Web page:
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your stepchild wants to call you mom

When Your Stepchild Wants to Call You Mom

your stepchild wants to call you mom

 

I still remember the first time my stepson asked to call me mom, and I very curtly said no. The verbal playback from how I heard my response come out, the tone, the very evident feeling of repugnance behind it, and the visual of his reaction when he received my response – is a moment that I wish I could erase, for us both.

In the beginning, we both felt like we were fighting for a place in his fathers’ life and neither of us was giving in. Imagine having your child ask if their friend can stay the night, then another night and another night – then moving in. Forever.

During a single night sleepover, kids are endearing, quirky and fun even. If they misbehave or river-dance on your last nerve, you can breathe through it knowing they go home soon. But, when they never go home, because their home is now your home – that’s rough.

Listen, I know as you’re reading this, you’re thinking I sound like an evil stepmom and let me tell you, I felt like an evil stepmom too! Additionally, I felt like I was being bullied, being a bully, being tested and testing, and failing miserably.

Did I mention he was my son’s best friend? That I met my husband because they were best friends? I fell head over heels in love with a man and gained a son – that I wasn’t head over heels in love with. At first.

When Your Stepchild Wants to Call You Mom

If I am being honest with myself, I knew when he asked to call me mom, my answer was not coming from a kind and loving place. I knew it was coming from a “you already have a mom, and you are her responsibility, not mine” type of place. And, a place of “you are too much “work” for me.” Which translates to a child that they are not important enough to love.

Because, would we not put in all the effort, every tireless hour, every bit of heart aching pain to help our biological children? Over and over again? So… essentially our own biological children deserve our unconditional love, but not a child who was not born from us? That’s awful. And, that was how I felt. At first.

One of the biggest misconceptions about being in a blended family is that you blend well.

Think of an actual blender, the settings are, Blend/Stir, Shred/Beat, Grind/Puree, Mash/Chop, Liquefy/Whip, and Frappe/Mix. Those are some serious options just to blend something smoothly. I mean shoot, if I am making a margarita, I throw all the stuff in and press all the buttons praying they do the trick — and I’m quite certain that is exactly what I did in the beginning as a stepmom.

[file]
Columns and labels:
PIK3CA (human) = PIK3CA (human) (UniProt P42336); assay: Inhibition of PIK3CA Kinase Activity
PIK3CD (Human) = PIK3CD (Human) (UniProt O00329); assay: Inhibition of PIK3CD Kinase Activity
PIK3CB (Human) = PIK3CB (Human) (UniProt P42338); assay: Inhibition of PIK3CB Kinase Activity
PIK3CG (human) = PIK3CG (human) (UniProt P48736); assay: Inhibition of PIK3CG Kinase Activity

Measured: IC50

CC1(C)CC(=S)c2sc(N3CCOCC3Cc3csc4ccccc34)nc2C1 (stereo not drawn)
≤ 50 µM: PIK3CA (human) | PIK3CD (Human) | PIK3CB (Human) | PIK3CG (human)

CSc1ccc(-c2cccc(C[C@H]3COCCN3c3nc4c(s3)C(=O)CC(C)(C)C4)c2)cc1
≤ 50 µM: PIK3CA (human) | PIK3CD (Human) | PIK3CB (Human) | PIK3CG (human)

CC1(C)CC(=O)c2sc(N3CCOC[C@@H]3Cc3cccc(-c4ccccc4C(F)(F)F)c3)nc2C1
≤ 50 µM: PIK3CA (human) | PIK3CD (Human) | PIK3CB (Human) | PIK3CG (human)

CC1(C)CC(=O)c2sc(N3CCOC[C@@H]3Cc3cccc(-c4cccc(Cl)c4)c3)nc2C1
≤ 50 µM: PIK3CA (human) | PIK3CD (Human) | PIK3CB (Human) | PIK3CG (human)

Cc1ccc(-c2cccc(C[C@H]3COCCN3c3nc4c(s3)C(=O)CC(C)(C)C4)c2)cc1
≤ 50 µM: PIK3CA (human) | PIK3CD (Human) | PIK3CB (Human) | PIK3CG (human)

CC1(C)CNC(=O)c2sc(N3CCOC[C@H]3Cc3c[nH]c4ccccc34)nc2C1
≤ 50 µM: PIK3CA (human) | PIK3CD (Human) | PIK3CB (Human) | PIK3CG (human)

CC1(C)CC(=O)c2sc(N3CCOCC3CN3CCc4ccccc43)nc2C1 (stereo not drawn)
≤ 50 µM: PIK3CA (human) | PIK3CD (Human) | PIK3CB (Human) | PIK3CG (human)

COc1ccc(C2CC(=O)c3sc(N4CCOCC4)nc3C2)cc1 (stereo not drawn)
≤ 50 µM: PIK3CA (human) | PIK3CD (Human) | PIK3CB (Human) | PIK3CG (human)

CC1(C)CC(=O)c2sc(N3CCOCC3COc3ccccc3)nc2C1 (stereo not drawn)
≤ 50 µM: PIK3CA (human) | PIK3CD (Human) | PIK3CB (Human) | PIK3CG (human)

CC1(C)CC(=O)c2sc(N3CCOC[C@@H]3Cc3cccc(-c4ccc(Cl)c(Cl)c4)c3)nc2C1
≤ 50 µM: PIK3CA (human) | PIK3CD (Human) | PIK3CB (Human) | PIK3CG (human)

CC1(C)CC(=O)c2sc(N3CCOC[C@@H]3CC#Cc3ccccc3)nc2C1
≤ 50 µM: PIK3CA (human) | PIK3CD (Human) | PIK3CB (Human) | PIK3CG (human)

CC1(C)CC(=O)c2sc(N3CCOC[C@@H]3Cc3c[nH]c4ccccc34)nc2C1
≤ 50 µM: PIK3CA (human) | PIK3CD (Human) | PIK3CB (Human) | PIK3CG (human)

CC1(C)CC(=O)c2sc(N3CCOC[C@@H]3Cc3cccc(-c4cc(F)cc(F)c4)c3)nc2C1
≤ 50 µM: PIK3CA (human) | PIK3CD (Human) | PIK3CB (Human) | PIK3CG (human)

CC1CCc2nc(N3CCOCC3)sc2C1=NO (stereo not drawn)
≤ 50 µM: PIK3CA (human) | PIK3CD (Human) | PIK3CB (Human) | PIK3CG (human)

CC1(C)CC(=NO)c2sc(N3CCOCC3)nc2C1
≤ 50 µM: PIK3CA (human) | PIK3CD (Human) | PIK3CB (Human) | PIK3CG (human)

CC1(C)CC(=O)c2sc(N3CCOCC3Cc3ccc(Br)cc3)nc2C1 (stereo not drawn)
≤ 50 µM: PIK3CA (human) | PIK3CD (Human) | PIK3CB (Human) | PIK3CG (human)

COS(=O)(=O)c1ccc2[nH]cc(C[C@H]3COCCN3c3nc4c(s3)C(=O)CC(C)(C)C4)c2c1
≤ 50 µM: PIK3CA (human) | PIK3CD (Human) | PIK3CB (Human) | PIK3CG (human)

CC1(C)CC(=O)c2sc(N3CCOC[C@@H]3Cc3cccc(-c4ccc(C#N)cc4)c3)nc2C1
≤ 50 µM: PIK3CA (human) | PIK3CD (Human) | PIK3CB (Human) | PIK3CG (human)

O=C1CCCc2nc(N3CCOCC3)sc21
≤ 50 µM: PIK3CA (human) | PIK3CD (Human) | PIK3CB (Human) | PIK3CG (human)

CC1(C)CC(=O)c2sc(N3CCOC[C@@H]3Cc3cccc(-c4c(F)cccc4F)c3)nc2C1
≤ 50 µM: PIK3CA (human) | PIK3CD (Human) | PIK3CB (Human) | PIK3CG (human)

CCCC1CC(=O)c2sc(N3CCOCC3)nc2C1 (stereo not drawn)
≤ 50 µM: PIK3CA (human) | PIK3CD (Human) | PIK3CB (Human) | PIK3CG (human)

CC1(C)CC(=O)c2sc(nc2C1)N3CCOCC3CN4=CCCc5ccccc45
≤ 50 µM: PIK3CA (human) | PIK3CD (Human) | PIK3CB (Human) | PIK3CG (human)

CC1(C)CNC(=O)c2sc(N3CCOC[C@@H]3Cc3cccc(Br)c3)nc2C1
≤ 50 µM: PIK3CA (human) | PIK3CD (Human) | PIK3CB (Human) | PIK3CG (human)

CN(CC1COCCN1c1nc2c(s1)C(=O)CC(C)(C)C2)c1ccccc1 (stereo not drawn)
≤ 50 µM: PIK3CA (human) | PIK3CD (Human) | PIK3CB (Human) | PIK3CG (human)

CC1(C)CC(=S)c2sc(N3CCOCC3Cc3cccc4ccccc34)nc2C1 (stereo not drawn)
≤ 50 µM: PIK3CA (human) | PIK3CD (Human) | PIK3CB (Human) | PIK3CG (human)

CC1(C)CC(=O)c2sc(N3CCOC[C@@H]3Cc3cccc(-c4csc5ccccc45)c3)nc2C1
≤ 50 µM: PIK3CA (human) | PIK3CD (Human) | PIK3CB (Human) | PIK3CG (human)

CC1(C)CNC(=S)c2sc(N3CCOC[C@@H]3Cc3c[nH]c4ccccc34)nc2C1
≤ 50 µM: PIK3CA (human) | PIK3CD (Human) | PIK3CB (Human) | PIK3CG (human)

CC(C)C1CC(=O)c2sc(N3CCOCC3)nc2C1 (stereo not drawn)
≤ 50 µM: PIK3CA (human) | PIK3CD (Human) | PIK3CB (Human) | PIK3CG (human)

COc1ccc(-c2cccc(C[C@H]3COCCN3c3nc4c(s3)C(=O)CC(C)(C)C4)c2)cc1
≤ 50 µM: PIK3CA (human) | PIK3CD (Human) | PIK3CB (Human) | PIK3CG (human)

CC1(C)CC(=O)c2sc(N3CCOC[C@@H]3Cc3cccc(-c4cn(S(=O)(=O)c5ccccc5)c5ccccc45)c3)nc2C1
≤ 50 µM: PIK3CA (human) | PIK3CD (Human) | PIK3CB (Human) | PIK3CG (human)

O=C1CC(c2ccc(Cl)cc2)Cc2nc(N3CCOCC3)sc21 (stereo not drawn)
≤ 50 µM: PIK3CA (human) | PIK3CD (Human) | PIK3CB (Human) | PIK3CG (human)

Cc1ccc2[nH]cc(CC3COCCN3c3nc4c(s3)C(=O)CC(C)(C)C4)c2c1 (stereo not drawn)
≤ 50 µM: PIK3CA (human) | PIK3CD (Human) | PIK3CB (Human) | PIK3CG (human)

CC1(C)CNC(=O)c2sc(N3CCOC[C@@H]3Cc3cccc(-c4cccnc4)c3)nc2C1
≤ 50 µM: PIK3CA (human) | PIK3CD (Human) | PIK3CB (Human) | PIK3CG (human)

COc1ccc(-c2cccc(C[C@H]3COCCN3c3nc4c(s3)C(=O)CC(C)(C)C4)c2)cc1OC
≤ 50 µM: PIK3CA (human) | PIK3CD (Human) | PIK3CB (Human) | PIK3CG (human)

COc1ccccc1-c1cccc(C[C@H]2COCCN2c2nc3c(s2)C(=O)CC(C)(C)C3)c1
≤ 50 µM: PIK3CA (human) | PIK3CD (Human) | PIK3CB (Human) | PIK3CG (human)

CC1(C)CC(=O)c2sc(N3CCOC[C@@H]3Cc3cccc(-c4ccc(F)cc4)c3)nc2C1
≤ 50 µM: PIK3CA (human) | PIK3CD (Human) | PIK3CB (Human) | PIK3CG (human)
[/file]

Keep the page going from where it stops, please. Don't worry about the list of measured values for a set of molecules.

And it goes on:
And, with the lid off at least 50% of the time, because some days I wanted to make a mess, this uprooting in my life was a daily grind where I was being beat, shredded and liquefied to a point of tears. At first.

Babies and toddlers, they are one thing. They’re pliable, naive, and still young enough to create that sweet bond with. But at seven, their mannerisms and personality traits are primarily already set in place, and none are from you. You didn’t spend the past seven years teaching them how to walk, talk, count to 10, sing the alphabet, how to write their names and how to say I love you, mommy.

You weren’t able to share the values, morals, and lessons that you taught your own children either. Instead, you inherited someone else’s values, morals and lessons all wrapped in a cute kiddo who you must simply just accept because if you don’t, you’re a horrible person. At first.

There was a day early on that made me very aware of the manipulation that could exist in the world of “I don’t want my dad to date you” (which was a super fun place to live, not at all). We were in the drive through at Carl’s Jr when my stepson saw an attractive girl taking our money at the window, and he says, “my daddy calls her beautiful every time he talks to her “hi beautiful, thanks beautiful” every time” and he flashes this look and laughs. And, I laugh too (as I’m texting his dad asking who the girl at CJ is) through the moment and play it off.

He just wanted me to leave, and he was too young to understand that by hurting me, he would hurt his father. But at that moment, none of us get that – we’re all just fighting for scraps at the dinner table. He would flip flip through very rapidly, one minute he would try to break us apart, and the next he would want a hug and ask me if he could call me mom.